How long does it take for a new queen to come into lay?

It takes 16 days from egg laying to your new queen emerging. Once emerged the new queen needs time to mature, and then she will go on her mating flights before she comes into lay.

Maturing – When the new queen emerges her outer layer, Chitin, must harden and thicken, this is the same for most insects, and this can take several days. Her pheromones also develop over the first few days, these are essential to attract the flying drones. This whole process may take 5 days before she begins her mating flights.

Mating Flights – Once the new queen is mature she will take her first mating fights, some workers will accompany her, so she has her own royal entourage! She will fly to one or more drone congregation areas, here she will be pursued by hundreds of drones, and if all goes to plan, she will mate with 12 or more drones.

The aim is to fill her spermatheca with sperm from drones she has mated with, it takes a few days for the sperm to travel from the oviducts to the spermatheca and it may require multiple mating fight to collect enough sperm to complete this process.

When will she Lay – So, if we count the days as if all goes to plan, and with her only needing 1 mating flight, the minimum time will be 8 days from emergence to laying: 5 days to mature, 1 day for mating flights and 2 days for her to get ready to lay.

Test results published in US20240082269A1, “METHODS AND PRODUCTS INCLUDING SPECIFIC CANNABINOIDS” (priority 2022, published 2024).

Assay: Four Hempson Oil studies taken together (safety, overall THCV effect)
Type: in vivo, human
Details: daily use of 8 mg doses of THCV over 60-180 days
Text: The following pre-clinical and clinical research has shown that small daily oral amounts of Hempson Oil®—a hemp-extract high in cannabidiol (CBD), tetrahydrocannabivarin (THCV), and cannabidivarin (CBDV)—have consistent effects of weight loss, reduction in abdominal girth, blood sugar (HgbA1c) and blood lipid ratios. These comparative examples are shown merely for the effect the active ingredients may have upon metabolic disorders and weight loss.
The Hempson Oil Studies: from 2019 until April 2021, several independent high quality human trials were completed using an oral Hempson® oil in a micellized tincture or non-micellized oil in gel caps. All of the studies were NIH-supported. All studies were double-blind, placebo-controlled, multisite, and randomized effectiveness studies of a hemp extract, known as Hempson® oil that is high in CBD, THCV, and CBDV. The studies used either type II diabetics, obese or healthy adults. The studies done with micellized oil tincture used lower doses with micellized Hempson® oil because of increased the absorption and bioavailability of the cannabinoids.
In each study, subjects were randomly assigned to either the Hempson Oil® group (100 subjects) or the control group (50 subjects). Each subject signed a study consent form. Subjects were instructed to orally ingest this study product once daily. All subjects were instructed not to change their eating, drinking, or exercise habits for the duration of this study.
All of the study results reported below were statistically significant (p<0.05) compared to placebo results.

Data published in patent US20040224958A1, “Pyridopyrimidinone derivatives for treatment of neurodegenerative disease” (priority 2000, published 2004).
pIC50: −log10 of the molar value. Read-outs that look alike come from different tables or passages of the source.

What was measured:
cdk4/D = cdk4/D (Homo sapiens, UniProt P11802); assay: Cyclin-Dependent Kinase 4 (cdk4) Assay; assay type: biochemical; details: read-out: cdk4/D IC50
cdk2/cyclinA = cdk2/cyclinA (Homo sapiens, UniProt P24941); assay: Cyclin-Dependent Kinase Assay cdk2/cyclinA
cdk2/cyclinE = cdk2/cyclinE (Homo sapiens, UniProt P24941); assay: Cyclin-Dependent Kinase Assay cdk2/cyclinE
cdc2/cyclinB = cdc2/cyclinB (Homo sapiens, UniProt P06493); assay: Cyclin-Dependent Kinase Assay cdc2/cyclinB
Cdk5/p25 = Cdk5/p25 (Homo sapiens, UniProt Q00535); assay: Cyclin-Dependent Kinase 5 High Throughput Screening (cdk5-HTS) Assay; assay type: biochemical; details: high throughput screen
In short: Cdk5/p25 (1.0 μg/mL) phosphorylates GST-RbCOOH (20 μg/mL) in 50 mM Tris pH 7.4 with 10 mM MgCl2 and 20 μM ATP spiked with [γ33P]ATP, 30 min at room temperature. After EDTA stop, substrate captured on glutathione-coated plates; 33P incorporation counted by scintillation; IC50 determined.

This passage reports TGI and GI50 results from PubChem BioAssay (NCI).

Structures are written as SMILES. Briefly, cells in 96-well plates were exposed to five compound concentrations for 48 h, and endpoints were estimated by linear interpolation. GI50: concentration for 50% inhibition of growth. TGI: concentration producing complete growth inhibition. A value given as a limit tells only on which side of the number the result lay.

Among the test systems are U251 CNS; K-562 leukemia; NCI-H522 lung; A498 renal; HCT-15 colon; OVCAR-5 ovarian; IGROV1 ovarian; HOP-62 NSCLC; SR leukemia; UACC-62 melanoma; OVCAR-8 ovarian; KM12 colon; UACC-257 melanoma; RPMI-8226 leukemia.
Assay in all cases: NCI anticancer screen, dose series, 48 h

But, this very rarely happens, so a more typical timescale to work with, would be 12 days: 6 days to mature, 4 days of mating flights, and 2 days to get ready for laying. If you have a week of poor weather you can extend this to 19 days.

My rule of thumb is check the bees in 2 weeks, if all looks and sounds well then leave them for another week. You may find that when you check you have polished cells, these are cells in the middle frames of the brood box that the bees have backfilled with nectar but, now their new queen is coming into lay, they will remove any nectar/honey from, and polish them up ready for her to lay in. If you see polished cells but no eggs this is a good sign.

Risks – There are of course risks along the way. The queen may get eaten by a bird on her mating flight or get caught in the rain. Or she may not be able to go on mating flights due to poor weather and therefore she will become a drone layer. So, once you see eggs it’s a good sign, but you need to wait to ensure the eggs she is laying are fertile.

If your bees have swarmed, I hope this post will help you to be patient with the bees and give them some time before you make the decision they are queen-less!

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